"Enable Volume Fraction Approaching Continuous Flow Limit to specify a Transition Factor. The Transition Factor is multiplied by the theoretical close-packing limit for mono-sized spheres (PI/(3*\sqrt{2} = 3/4) to determine the transition volume fraction. The default value for the Transition Factor is 0.75, giving a transition volume fraction of 0.5625 (PI/(3*\sqrt{2} = 3/4)."

What is "the theoretical close-packing limit for mono-sized spheres" and what is transition volume fraction?

I know it's a lot of questions but it will be very useful if someone could bring his knowledge.

Thanks you very much,
"The theoretical close-packing limit for mono-sized spheres" is simply the maximum volume that spheres can actually take within a cubic volume. For instance, the face-centered cubic system is known as the most dense sytem of them all :
PI/(3*sqrt(2)) is obtained by trying to dertermine this value.

To understand the factors, considers this example :
if you fill a pipe with mono-sized particles up to its half, then finish to fill it up with water, the transition factor is 0.5 BUT in fact you had to put in more than 0.5*V of water right ?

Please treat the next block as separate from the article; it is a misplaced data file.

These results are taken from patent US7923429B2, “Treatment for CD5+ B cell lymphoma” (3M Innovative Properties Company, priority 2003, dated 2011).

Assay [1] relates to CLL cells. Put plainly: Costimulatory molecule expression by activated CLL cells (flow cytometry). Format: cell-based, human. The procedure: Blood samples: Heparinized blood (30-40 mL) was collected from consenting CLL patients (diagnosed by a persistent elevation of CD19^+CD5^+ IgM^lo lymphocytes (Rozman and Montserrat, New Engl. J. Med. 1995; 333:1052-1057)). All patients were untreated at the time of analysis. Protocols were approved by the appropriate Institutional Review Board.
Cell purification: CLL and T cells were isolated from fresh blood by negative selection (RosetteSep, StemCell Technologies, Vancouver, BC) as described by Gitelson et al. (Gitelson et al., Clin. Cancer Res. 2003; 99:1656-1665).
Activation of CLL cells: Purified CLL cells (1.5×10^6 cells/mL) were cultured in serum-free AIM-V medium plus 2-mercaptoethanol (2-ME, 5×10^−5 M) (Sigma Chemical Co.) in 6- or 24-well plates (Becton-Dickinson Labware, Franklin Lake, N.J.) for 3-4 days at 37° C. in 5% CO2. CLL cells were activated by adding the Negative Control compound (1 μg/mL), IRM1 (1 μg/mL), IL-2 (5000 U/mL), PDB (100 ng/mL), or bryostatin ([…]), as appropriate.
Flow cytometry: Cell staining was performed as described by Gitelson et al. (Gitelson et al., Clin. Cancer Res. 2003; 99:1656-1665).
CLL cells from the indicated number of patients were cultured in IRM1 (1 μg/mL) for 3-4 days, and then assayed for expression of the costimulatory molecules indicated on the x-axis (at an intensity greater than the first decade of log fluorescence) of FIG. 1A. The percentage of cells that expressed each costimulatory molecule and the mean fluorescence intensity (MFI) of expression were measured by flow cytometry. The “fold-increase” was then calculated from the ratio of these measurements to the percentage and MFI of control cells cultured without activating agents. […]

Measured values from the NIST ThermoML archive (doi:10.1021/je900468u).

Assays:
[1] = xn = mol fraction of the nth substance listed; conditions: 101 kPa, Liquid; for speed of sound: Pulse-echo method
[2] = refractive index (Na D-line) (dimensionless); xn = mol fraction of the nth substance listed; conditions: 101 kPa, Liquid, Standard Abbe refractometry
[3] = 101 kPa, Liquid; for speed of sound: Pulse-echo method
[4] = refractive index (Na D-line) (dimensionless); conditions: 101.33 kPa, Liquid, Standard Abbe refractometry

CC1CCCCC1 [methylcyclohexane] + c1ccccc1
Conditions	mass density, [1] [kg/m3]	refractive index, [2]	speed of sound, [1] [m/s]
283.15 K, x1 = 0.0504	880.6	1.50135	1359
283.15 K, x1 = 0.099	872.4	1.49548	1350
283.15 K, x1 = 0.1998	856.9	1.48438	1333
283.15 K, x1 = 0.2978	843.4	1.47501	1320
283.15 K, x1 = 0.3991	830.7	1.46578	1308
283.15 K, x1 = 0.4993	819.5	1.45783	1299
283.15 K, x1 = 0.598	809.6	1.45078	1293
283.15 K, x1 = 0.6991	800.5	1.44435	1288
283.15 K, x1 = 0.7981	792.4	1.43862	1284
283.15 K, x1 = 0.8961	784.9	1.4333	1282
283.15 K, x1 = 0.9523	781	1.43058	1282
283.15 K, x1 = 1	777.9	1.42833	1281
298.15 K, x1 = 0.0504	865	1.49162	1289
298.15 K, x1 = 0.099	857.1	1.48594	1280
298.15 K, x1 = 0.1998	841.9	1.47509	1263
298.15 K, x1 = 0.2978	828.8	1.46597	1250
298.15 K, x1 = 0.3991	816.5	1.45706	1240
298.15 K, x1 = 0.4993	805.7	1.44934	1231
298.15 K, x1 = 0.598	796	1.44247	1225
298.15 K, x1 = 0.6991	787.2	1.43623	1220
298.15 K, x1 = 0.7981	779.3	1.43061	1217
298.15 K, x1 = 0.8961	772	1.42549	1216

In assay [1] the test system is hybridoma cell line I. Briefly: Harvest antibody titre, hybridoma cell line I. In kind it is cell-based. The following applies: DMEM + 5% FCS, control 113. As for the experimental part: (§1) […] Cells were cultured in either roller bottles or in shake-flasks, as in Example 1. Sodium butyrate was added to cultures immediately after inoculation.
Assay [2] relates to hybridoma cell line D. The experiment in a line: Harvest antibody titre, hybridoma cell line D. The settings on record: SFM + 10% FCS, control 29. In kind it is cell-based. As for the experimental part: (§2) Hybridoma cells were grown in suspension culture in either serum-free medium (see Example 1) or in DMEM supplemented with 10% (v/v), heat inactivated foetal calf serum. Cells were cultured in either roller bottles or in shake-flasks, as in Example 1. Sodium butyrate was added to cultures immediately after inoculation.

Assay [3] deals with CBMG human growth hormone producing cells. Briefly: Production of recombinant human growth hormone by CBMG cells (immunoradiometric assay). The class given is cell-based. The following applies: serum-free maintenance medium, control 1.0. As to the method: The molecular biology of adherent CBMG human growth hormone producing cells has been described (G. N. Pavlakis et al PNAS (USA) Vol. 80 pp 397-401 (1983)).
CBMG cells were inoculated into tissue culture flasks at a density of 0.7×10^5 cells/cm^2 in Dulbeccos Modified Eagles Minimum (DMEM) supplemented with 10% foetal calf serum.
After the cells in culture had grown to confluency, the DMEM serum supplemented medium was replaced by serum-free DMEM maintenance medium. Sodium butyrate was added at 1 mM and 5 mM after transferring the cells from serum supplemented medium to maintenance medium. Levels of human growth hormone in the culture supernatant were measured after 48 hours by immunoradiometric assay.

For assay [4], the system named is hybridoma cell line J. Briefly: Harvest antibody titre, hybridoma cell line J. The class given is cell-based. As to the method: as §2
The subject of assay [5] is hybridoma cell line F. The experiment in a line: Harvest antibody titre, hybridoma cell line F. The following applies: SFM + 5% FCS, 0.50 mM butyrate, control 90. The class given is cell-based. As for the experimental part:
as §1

The transition volume fraction (which is the actual fraction of the volume taken by the spheres) is then 0.5*PI/(3*sqrt(2)).

Hope this answers you question.

Best regards,
Victor
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Old   April 19, 2016, 17:30
Smile Transition factor
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Leo
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Hello everybody,

I am a kind of new on this forum and I have recently start working on the lagrangian (DDPM) implementation of my bench reactor (solid-gas sold system). I have been working with the TFM so far and when I switched to the Lagrangian model I have at first considered the DEM to account for particle particle interaction but now I have found more convenient to apply the KTGF approach to account for particle collision since most of the properties to be define for the granular phase are already known from my previous simulation with the TFM. Neverthless I have still some doubts about the proper implementation of such a model and one of the main one is the "transition factor" (and relating concept of "volume approaching the continuos phase"). In my case I have a cylindrical bed 20 inches high which is (at rest) fulfilled with allumina powder at the 50 % (10 inches). Now I still don't understand how to use this factor because I don't understand how this parameter relates to the physic of the problem. Is there someone who found proper material or who has understood what this parameter means exactly and how to extimate its value according to the specific case. I saw the example relating to the particles and the water but I did not understand it honestly,